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brokenbow

Punishing children with Vivaldi and Mozart

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A reversal of PPPP -- Pierce's Principle of the Paucity of Pulchritude, which states: "Those with the worst taste in music have the greatest compulsion to force their music on others." Vis: that car next to you at the stoplight, thumping up and down at least an inch. Good bet it's not Mozart.

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Thats a horrible idea. It could keep them from ever liking classical music. Maybe they should use the BG's and yodeling instead. That temporary blindess is a cool idea though if its safe.

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A reversal of PPPP -- Pierce's Principle of the Paucity of Pulchritude, which states: "Those with the worst taste in music have the greatest compulsion to force their music on others." Vis: that car next to you at the stoplight, thumping up and down at least an inch. Good bet it's not Mozart.

Perhaps the idea that those who listen to loud music have bad taste in music is foolish.

Also... who is Pierce? Neither I nor Google have ever heard of his Principle.

On the original topic: it seems weird to associate music with punishment. Music should be a reward, clearly.

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Hi,

The article was written by a journalist at the extremes of bad taste, both left and right. In the UK, the worst of the communists and worst of the right wing consrervatives. It was pure propaganda.

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Isn't this what we get when we stop rearing our children and no longer feel that it is acceptable to rebuff other children who are misbehaving, and look to the government and school teachers to do it for us?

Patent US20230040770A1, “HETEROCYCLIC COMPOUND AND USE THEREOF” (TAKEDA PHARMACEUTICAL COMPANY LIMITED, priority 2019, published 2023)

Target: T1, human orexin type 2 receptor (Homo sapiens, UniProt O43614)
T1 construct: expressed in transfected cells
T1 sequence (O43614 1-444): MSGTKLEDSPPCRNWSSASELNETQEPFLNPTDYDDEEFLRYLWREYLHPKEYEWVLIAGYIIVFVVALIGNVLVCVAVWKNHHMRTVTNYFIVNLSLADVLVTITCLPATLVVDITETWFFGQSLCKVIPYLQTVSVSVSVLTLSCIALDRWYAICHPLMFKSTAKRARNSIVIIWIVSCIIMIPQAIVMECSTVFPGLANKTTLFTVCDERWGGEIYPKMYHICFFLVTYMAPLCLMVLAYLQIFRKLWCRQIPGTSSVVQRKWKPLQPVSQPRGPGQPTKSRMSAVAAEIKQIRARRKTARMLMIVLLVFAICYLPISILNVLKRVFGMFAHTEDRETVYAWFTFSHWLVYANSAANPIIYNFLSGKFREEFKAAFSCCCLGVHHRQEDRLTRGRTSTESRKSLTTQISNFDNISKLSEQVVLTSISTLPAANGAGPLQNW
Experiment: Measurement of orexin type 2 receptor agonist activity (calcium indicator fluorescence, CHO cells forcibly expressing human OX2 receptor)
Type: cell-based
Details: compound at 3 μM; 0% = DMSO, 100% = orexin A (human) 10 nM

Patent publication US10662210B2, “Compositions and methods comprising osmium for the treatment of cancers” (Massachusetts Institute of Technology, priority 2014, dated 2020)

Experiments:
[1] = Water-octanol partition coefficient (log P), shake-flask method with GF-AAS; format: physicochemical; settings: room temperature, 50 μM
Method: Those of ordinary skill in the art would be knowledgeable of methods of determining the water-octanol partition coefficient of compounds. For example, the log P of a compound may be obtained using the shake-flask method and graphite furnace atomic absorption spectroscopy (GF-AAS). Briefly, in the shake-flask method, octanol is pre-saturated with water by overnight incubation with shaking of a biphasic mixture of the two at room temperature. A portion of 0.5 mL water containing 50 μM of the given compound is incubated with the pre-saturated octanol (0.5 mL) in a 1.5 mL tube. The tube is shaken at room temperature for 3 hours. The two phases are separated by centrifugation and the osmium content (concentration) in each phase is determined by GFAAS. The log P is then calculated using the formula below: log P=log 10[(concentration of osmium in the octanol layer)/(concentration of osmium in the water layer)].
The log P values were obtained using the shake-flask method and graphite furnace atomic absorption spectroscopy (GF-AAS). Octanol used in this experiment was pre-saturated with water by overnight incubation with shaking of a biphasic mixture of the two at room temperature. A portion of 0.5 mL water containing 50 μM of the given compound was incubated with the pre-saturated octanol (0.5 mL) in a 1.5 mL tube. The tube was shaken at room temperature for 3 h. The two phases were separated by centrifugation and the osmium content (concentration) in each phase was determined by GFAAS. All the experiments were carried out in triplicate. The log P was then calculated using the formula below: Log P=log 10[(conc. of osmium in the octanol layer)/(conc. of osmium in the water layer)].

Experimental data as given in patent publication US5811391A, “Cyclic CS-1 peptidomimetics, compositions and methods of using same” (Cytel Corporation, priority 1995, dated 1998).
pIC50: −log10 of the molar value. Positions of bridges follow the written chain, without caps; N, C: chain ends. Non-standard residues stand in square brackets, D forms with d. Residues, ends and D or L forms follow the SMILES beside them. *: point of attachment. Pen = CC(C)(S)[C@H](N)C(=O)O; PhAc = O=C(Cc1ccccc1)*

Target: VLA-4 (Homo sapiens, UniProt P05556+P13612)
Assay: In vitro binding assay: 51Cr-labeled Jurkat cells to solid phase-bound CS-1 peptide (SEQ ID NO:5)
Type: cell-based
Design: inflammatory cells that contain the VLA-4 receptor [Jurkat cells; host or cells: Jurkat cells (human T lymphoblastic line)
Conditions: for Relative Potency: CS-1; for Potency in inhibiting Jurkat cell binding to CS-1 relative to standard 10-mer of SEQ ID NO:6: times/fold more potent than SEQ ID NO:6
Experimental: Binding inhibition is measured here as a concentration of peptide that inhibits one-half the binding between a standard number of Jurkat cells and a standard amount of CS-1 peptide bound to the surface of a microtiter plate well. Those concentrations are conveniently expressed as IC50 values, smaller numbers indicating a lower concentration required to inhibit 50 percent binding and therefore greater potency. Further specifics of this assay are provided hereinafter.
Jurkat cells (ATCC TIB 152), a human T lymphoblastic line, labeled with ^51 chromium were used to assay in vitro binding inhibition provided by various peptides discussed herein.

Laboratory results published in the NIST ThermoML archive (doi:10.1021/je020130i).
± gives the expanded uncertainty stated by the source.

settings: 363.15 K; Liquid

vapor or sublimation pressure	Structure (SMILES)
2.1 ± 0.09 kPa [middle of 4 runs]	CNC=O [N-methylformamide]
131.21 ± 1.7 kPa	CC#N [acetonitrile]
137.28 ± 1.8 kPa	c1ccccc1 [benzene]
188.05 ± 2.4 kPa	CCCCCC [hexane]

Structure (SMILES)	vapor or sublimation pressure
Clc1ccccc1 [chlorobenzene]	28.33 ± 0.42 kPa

When I was a kid and doing something wrong, some adult always spoke up. But today, we can't say anythign that might make some precious child feell bad about themselves - they are just expressing themselves and searching to their identity. More and more, I worry about the identity they will find with no guidance.

I once had some kids take out my windshield throwing large water balloons at passing cars, I circled back and caught one (never did more than put my hand on his shoulder, he was about 10 and knew he would not be able to outrun me). I had the kid take me to his house, very close by, where I told his mother what he did. She was all apologetic and promised to pay for the damage, but the next day I got a call from her lawyer who threatened to make child molstation accusations against me if I didn't drop the whole thing. Good Parenting.

I rarely go to the mall because of unruly youth constantly causing trouble and looking for people to mess with - I've never been a target and am not worried about that, but it is just so unpleasant.